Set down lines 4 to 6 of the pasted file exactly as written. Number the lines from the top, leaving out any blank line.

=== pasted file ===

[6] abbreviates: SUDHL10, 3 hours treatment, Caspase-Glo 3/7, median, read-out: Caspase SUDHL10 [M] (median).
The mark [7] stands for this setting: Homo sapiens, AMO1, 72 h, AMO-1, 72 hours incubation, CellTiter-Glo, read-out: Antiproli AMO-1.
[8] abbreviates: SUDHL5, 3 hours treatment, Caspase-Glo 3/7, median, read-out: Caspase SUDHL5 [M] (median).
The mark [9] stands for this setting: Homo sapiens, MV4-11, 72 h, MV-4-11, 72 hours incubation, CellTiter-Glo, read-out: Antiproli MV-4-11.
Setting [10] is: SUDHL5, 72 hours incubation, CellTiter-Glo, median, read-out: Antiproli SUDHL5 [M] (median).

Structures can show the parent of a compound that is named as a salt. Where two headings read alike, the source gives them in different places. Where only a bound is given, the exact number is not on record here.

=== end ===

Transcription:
The mark [9] stands for this setting: Homo sapiens, MV4-11, 72 h, MV-4-11, 72 hours incubation, CellTiter-Glo, read-out: Antiproli MV-4-11.
Setting [10] is: SUDHL5, 72 hours incubation, CellTiter-Glo, median, read-out: Antiproli SUDHL5 [M] (median).

Structures can show the parent of a compound that is named as a salt. Where two headings read alike, the source gives them in different places. Where only a bound is given, the exact number is not on record here.